Imitation is the sincerest form of flattery.
Everything that needs to be said has already been said.
I'm sure you've heard these quotes before, and it's true that it's difficult to create something entirely fresh and new (especially when you are pushing out content on a regular basis). We are continually inspired by and build upon what we've already encountered.
There is a line, however, between taking inspiration from another's work and taking another's work. Simply put, you don't want others taking your intellectual property, AND you need to be sure that you're not crossing from “building upon” to “borrowing without permission.
Sometimes knowing where that line is drawn can be confusing, and that can be an expensive mistake. On the flip side, you may not be certain about what to do if someone is using your work without permission.
As a result, some of the most important legal topics for influencers to understand involve intellectual property, especially copyright. In this post, we'll tackle copyrights, what they protect, and what to do if someone infringes on your copyright.
Here’s a brief overview of the areas that are most important for bloggers when it comes to copyright.
What is intellectual property?
Intellectual property means the work or content that is a result of an act of creativity. The three main intellectual property areas are patent, copyright, and trademarks.
Patent law covers inventions and is a very specialized area of law. Because this is not as common for bloggers, we will not be covering patent law. If you need assistance with this area, we strongly recommend you seek out a patent attorney. (And, sneak peek, we'll cover trademarks in our next post.)
What is a copyright?
A copyright gives exclusive rights (which we’ll refer to as copyright rights) to the creator of an original creative work.
Once upon a time, in the early days of blogging, people thought it was okay to do a Google image search, copy the photos and use them in posts. (This is not okay. Please don’t do this.) As influencer marketing has matured, people have grown to have a better understanding of copyright law, but we still see some questions that frequently resurface.
Let's go over your rights and the rights of third parties.
What can be copyrighted? What can't be copyrighted?
Before we talk about the copyright rights, it’s important to understand what can and can’t be copyrighted.
You can receive a copyright on original works such as photos, copy (including blog posts), songs, videos, and manuscripts. You cannot copyright works without “originality” such as titles, slogans, and recipes (listings of ingredients and steps). Most importantly, remember that a copyright is only applicable to the expression of the original work; it does not cover ideas.
As the owner of a copyright, you have the following copyright rights:
- The right to reproduce the work;
- The right to create derivative works (new works based on the original);
- The right to distribute copies of the work;
- The right to publicly display the work; and,
- The right to perform the work.
As a copyright owner, you can grant others these rights. We’ll describe the most typical methods, licensing and assignments, below.
Transferring copyright rights
What is an assignment?
An assignment transfers all of your copyright rights to a third-party. For example, if you are working with a brand and they want to retain all of the rights to the content that you create, you will grant them an assignment to the copyright. You are assigning all rights to that copyright to the third party. This should be included in your contract with the brand.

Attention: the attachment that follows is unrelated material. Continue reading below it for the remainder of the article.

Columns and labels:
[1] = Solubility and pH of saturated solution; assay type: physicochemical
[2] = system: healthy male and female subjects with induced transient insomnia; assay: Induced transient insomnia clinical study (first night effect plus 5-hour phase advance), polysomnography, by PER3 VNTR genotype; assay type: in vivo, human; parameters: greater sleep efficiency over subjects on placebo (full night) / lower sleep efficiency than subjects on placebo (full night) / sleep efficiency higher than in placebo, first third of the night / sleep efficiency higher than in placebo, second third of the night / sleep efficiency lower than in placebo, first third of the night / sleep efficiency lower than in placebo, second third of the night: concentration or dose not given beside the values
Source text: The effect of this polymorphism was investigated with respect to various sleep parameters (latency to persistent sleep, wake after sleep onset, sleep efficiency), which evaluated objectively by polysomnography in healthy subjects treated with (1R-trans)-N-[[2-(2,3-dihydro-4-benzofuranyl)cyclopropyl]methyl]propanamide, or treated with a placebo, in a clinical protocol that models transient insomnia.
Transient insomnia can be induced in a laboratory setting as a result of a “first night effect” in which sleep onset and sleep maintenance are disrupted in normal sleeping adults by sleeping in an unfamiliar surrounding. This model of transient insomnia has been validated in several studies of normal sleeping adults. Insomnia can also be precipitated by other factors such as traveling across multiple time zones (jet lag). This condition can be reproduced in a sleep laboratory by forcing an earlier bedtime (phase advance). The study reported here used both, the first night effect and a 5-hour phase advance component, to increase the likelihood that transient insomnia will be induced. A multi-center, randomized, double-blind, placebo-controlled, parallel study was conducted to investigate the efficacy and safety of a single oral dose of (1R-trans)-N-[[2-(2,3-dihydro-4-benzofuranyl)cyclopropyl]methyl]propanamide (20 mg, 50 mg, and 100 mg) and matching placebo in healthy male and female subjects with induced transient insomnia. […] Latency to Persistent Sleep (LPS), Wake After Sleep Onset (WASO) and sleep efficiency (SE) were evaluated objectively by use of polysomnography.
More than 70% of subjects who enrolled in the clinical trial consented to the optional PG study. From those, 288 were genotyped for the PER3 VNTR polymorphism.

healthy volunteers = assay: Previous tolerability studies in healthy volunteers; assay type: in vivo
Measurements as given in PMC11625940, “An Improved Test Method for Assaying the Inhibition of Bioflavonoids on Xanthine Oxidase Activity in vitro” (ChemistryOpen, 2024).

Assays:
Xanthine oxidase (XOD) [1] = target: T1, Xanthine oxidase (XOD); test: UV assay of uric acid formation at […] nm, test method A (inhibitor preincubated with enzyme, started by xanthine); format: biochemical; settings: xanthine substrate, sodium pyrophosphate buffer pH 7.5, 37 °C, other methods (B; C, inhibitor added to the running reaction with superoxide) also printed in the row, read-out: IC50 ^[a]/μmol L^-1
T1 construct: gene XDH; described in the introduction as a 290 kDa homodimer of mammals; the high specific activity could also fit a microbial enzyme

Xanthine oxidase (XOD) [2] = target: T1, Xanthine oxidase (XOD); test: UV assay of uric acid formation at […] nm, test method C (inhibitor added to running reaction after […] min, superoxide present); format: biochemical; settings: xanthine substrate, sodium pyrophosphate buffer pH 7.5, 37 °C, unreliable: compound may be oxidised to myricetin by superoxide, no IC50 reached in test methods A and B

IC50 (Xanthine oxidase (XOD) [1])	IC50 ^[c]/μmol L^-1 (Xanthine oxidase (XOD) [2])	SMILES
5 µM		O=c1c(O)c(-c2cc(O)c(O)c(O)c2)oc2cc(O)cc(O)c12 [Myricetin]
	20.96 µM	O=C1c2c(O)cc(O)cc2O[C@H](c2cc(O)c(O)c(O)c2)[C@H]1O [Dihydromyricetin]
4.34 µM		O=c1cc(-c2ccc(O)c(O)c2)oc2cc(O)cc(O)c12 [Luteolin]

What is a license?
A license conveys permission to certain copyright rights to a third party. For example, if you are working with a brand, and they want the right to display the content that you create on their social media channels, they may request a license to the right to display the content. In this case, you still own the content, but the brand has the right to exercise certain rights that you license to them.
Do I need to file for a copyright?
Through the act of publishing the original work, you automatically have the copyright to that content. If you file with the copyright office, you receive additional legal rights, including the right to bring an infringement lawsuit.
What if someone is infringing on my copyright?
If someone is infringing on your copyright, the first step is to reach out through a cease and desist letter. A cease and desist letter asserts your rights to the copyright and advises the other party to cease infringing.
If you are unable to send a cease and desist letter directly to the infringing party and the infringement is happening online, you can send a DMCA takedown request to the website’s host. (DMCA is Digital Millennium Copyright Act.)
Can I use someone else’s copyrighted works?
To use someone else’s copyrighted work, you must either have permission or it must be considered fair use. Fair use means that you have a limited right to use someone else’s copyrighted work without having to first get permission. Common examples are parody or news reporting. Unless you are well-versed on the fair use doctrine, we do not recommend using another person’s copyright and claiming fair use.
We’ve seen a lot of people state that if something is published on the internet, it is in the public domain and is, therefore, available for anyone’s use. This is an incorrect interpretation of what the public domain exception means.
Typically, if you want to use a third-party’s copyrighted work, you need permission. Attribution alone is not sufficient— the key here is permission. The copyright owner can grant you a license to display the work.
If you are obtaining stock photos online, it is extremely important to review the license on these images prior to your use. No one wants to be on the receiving end of a cease and desist requesting thousands of dollars for content!